Following historical figures: There are many Twitter accounts set up that share the lives and personalities of historical figures, and students can follow them for fun and learning.
Building a brand: Long after school is over, a personal brand will live on for students. Using Twitter in the classroom to build a brand is a valuable exercise for students.
Talk to career experts: High school students exploring their career options can talk to professions in the paths they’re considering on Twitter.
Conversations are a public study tool: Long after the conversation in class is over, students can look back on the lecture discussion to find important points when it’s time to take exams or write essays.
Source evaluation: Students can share resources and discuss whether it’s a good or bad source of information, encouraging comments.
Foreign language news stream: Students in a foreign language class can build their reading skills and stay on top of the news with a foreign language news stream.
Gather real-world data: The classroom can ask Twitter for data from their network, like temperatures, opinions, locations, and interesting facts.
Following the government: Often, local and national political figures have Twitter feeds, and students in the classroom can track their progress.
Ask for help or advice: Using Twitter, teachers can find out if anyone has advice about teaching issues, like when certificates expire or how to handle classroom management.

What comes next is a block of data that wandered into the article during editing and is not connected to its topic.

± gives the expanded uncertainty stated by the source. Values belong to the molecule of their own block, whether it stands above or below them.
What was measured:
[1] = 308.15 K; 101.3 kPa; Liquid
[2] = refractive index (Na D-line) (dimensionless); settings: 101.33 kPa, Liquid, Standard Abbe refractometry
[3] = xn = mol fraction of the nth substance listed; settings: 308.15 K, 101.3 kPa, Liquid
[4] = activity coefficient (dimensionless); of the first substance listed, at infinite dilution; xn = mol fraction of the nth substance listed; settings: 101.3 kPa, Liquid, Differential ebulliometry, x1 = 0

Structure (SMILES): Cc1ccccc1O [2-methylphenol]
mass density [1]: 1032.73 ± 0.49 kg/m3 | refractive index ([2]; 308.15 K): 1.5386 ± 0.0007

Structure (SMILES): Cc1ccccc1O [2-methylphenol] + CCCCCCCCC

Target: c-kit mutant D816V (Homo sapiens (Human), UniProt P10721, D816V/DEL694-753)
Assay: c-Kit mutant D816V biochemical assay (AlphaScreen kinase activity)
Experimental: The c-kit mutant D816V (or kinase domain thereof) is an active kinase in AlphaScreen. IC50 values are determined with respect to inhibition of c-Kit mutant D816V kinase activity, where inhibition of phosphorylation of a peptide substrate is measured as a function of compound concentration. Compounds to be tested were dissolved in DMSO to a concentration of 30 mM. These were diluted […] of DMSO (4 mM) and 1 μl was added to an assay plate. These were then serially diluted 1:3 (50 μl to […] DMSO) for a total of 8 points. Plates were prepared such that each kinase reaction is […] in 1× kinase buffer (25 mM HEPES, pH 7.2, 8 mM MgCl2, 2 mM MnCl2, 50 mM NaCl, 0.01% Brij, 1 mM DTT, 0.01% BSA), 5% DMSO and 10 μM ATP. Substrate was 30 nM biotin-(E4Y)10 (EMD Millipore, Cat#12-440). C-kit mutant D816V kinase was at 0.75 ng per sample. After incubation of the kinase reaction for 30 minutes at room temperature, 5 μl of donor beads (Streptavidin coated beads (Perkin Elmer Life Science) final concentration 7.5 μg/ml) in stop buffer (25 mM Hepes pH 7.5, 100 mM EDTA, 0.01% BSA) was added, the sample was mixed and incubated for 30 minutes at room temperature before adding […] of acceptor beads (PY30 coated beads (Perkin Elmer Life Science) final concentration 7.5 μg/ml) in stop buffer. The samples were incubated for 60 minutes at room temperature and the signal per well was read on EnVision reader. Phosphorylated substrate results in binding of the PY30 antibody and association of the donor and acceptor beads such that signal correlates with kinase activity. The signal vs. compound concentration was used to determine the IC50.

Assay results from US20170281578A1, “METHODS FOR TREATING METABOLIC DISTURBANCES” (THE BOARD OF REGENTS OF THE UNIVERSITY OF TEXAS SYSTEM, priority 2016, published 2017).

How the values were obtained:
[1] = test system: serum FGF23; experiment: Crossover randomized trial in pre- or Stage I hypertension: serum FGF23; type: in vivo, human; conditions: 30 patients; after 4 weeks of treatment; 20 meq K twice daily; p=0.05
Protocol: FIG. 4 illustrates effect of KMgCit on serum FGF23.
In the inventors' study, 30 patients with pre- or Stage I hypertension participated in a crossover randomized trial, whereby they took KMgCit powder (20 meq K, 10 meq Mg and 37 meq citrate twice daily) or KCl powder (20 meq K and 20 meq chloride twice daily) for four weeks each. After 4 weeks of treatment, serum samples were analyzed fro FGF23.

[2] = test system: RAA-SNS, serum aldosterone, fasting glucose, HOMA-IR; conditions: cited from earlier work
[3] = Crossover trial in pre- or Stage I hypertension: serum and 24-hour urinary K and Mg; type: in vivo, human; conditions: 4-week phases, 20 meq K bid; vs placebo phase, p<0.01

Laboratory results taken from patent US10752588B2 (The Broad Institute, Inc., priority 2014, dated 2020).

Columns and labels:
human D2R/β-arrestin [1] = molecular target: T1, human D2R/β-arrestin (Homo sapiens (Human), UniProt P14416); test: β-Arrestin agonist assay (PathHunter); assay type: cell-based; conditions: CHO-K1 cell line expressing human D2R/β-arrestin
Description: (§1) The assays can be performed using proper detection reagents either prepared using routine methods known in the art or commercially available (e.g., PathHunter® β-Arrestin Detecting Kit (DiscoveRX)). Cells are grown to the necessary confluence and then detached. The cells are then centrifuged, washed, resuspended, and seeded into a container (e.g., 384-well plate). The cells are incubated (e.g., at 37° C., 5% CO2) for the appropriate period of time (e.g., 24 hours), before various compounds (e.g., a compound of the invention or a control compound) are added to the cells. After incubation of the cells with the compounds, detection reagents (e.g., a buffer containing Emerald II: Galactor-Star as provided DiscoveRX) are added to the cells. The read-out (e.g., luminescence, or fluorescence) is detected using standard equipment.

Communicating with experts: Find authors, scientists, or historians on Twitter and get connected; a great resource for the classroom.
4- Writing Skills
Vocabulary building: Students can tweet sentences using a particular word to build vocabulary learning.
Daily word games: Ask students to unscramble anagrams, contribute synonyms, or give vocabulary definitions on Twitter.
Grammar review: Students can tweet past tense, run on sentences, compound sentences, and more.
An exercise in learning to be concise: At the College of the Holy Cross, assistant professor Daniel Klinghard uses Twitter to teach students to be concise, summarizing major political texts without going over Twitter-imposed character limits.
5- Twitter Exercises
Inspirational quotes of the day: Allow students to become more familiar with Twitter, and exercise reading and writing skills by having a student post an inspirational quote tweet each day, preferably relating to course content.
School trip tracking: Whether it’s a field trip or a long journey, students can log and track their progress on a school trip using Twitter.
Bringing characters to life: At California State University-San Marcos, students in a literature course use Twitter to bring Twilight characters to life, choosing characters from the series to personify on Twitter.
Class newspaper: The entire class can come together to create a newspaper, contributing to sections using hashtags.
Conference following: Students can follow professionals and industry conferences to see what’s going on in that particular realm.
Bonus assignments: Give students optional bonus work to do at home, assigned via Twitter.
Meme tracking: Students can study communication and sociology through the tracking of ideas and ads that spread through Twitter.